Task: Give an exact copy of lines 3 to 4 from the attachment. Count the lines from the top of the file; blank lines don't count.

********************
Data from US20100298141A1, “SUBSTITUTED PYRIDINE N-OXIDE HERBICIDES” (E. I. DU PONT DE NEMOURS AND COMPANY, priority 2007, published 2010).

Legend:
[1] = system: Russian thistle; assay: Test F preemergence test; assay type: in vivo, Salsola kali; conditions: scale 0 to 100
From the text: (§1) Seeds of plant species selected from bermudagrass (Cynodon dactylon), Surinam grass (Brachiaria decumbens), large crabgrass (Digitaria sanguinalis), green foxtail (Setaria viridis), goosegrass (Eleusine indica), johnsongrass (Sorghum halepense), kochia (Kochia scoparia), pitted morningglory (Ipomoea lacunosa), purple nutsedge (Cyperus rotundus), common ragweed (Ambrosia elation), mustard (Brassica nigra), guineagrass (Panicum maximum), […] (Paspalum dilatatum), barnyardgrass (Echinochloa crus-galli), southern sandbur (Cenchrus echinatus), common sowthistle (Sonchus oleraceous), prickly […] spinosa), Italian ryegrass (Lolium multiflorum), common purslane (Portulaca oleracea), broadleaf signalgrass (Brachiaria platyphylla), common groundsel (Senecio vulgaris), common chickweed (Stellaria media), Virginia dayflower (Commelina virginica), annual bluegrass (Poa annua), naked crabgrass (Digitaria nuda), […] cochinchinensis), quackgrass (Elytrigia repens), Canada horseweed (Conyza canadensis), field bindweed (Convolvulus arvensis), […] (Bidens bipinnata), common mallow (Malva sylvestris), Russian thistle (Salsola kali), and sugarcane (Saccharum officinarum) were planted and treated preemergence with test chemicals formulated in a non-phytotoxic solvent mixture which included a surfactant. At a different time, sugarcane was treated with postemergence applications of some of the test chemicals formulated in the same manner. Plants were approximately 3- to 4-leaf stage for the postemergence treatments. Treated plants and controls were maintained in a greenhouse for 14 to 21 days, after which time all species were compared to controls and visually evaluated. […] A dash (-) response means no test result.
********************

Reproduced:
[1] = system: Russian thistle; assay: Test F preemergence test; assay type: in vivo, Salsola kali; conditions: scale 0 to 100
From the text: (§1) Seeds of plant species selected from bermudagrass (Cynodon dactylon), Surinam grass (Brachiaria decumbens), large crabgrass (Digitaria sanguinalis), green foxtail (Setaria viridis), goosegrass (Eleusine indica), johnsongrass (Sorghum halepense), kochia (Kochia scoparia), pitted morningglory (Ipomoea lacunosa), purple nutsedge (Cyperus rotundus), common ragweed (Ambrosia elation), mustard (Brassica nigra), guineagrass (Panicum maximum), […] (Paspalum dilatatum), barnyardgrass (Echinochloa crus-galli), southern sandbur (Cenchrus echinatus), common sowthistle (Sonchus oleraceous), prickly […] spinosa), Italian ryegrass (Lolium multiflorum), common purslane (Portulaca oleracea), broadleaf signalgrass (Brachiaria platyphylla), common groundsel (Senecio vulgaris), common chickweed (Stellaria media), Virginia dayflower (Commelina virginica), annual bluegrass (Poa annua), naked crabgrass (Digitaria nuda), […] cochinchinensis), quackgrass (Elytrigia repens), Canada horseweed (Conyza canadensis), field bindweed (Convolvulus arvensis), […] (Bidens bipinnata), common mallow (Malva sylvestris), Russian thistle (Salsola kali), and sugarcane (Saccharum officinarum) were planted and treated preemergence with test chemicals formulated in a non-phytotoxic solvent mixture which included a surfactant. At a different time, sugarcane was treated with postemergence applications of some of the test chemicals formulated in the same manner. Plants were approximately 3- to 4-leaf stage for the postemergence treatments. Treated plants and controls were maintained in a greenhouse for 14 to 21 days, after which time all species were compared to controls and visually evaluated. […] A dash (-) response means no test result.